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ESFP – Outgoing, Sensitive, Sentimental and Perceptive

Performer and entertainer are the labels most commonly assigned to ESFPs. They are lively, popular, and bask in all the attention they get. ESFPs appreciate being able to embark on a new adventure and have exciting new experiences. They have a hands-on, down-to-earth approach to life. If they are not fully focused, they are easily distracted from becoming overly indulgent. Freely devoting time and energy to encouraging others and dedicating oneself to family and friends comes naturally to these outgoing individuals. ESFPs display a high aesthetic sense with a keen appreciation for style and fashion.

INTJ – Introverted, Intuitive, Thinker and Judge

INTJs are often seen as intelligent, quiet and reserved. They are good leaders when required, but thrive perfectly without much interpersonal contact. Their intuitive and thinking ways make INTJs independent thinkers with strong personal opinions. INTJs typically possess an interrogative nature and good problem solving skills when complex concepts are involved. However, they tend to ignore basic approaches and are more drawn to convoluted solutions to problems. Their pronounced analytical skills often earn them the titles of “Architect”, “Scientist” and “Master of Mind”.

INTP – Introverted, Intuitive, Thinking and Perceptive

INTPs are logical and rational thinkers who take great pride in their intellectual abilities. They are driven to explore and build knowledge. In the company of others, they can appear reserved, impersonal, and lost in their thoughts. When the topic is of interest to them, however, INTPs get very excited and animated. Seen as “The Logician” and “The Thinker”, INTPs love models, design and finding common threads within complex theories or concepts. They are neither leaders nor followers, but instead prefer to figure things out for themselves and find their way.

ENTJ – Outgoing, Intuitive, Thinker and Judge

Most frequently referred to as “The Commander” and “The Executive”, individuals who display the ENTJ personality type often appear larger than life to those around them. They are strategic leaders, capable of organizing others and delegating tasks to make changes and achieve goals. Those surrounding ENTJs readily appreciate their ‘take charge’ attitude, as it is generally followed by tangible results. Getting the job done quickly and efficiently is their primary goal. In doing this, ENTJs will tend to show little consideration for the subtleties of interpersonal relationships, such as thanking and congratulating others.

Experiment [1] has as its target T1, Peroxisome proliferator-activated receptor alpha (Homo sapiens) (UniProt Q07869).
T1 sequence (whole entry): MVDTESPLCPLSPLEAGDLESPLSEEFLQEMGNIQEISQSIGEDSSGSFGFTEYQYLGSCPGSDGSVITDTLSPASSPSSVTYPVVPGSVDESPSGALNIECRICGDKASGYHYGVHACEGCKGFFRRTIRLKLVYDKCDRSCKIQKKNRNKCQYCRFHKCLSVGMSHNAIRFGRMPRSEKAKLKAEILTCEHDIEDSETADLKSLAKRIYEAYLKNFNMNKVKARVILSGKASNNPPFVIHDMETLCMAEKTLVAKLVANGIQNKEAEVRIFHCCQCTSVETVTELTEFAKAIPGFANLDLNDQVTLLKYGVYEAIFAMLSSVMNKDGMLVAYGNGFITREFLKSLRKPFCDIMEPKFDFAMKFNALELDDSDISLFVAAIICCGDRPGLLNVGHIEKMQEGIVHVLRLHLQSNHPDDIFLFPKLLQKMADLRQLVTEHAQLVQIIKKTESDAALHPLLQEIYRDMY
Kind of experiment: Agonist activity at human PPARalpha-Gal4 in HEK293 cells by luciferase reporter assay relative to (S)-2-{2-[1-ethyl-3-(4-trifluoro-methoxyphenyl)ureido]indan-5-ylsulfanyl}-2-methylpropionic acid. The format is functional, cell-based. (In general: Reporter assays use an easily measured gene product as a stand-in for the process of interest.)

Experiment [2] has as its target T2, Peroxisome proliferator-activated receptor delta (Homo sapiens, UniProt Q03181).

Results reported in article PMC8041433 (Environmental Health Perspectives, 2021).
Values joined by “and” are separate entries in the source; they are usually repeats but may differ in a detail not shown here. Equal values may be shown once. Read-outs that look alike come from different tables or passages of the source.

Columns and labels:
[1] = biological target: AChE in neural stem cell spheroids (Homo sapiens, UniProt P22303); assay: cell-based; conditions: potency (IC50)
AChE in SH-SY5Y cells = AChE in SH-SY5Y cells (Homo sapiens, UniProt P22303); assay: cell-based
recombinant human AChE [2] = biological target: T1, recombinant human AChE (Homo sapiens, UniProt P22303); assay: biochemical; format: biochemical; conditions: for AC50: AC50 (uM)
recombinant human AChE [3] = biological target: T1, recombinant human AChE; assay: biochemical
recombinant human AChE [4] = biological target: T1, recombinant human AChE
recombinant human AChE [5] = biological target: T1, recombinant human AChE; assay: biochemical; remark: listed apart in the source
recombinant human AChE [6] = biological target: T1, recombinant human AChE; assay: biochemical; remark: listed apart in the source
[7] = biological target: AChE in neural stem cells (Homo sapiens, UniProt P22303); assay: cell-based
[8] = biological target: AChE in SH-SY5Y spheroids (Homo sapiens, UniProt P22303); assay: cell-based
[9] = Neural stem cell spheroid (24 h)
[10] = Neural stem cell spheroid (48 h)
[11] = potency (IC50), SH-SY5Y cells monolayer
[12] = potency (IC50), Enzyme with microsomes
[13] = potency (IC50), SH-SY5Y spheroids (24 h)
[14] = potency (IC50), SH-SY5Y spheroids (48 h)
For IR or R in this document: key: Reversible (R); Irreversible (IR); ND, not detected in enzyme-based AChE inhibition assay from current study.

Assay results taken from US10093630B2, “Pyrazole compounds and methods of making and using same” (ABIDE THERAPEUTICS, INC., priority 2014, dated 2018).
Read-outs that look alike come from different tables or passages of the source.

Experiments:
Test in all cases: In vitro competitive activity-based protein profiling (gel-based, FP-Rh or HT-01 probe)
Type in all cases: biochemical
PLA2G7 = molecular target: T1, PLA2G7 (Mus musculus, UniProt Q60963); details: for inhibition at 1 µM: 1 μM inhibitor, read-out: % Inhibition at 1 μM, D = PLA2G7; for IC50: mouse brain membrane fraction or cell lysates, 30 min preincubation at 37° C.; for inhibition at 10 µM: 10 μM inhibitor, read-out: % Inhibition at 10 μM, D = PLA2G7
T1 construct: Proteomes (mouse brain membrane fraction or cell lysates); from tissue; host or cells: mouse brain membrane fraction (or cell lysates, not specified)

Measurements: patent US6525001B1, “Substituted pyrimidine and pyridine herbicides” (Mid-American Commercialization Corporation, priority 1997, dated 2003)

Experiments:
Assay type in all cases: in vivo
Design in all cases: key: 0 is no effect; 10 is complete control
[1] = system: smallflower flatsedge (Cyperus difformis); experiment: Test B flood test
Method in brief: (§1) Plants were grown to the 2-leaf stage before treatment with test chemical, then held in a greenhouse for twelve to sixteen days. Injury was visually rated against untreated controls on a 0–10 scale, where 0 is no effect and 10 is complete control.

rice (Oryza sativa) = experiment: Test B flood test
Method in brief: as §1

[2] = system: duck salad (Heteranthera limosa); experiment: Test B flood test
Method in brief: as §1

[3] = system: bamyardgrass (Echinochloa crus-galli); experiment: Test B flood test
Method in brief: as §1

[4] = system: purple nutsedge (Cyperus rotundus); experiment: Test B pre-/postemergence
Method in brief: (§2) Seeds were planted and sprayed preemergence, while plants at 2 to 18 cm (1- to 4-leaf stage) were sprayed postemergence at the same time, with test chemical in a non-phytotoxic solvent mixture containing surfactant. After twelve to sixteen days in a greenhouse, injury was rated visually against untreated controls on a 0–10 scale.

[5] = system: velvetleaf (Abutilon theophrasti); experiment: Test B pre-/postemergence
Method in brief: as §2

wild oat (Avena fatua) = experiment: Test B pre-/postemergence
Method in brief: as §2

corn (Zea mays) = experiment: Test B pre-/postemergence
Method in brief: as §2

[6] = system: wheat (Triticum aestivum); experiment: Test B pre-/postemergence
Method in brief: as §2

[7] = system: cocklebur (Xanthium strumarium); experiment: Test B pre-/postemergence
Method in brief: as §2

ENTP – Outgoing, intuitive, thinking and perceptive

Fighting for what they believe in is one of the unmistakable characteristics of ENTPs. They are not afraid to question the status quo and voraciously present arguments to support their point of view. They are also curious and innovative, with an intrinsic motivation to solve problems by challenging themselves and others. For all these reasons, ENTPs are known as “The Debator”, “The Visionary” and “The Advocate”. They are a mix of skepticism and optimism while being open minded about all the possibilities that exist. ENTPs develop ideas and enthusiastically pass them on to others.

INFJ – Introverted, Intuitive, Sensitive and Judging

The advocate, “the protector” and “the counselor” are common descriptions used for individuals who refer to themselves as INFJs in the results of the MBTI 16 personality quiz. INFJs are thoughtful motivators who focus on the effort to realize their vision. of harmony for humanity. Even if they are reserved, they are good supportive listeners. INFJs are identified as sensitive to the emotions of others, with the ability to read people and situations very well. Their genuine warmth and depth of care are very evident to those close to them. As they move away from the limelight, INFJs work tirelessly behind the scenes to ensure everything runs smoothly.

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INFP – Introverted, Intuitive, Sense and Perception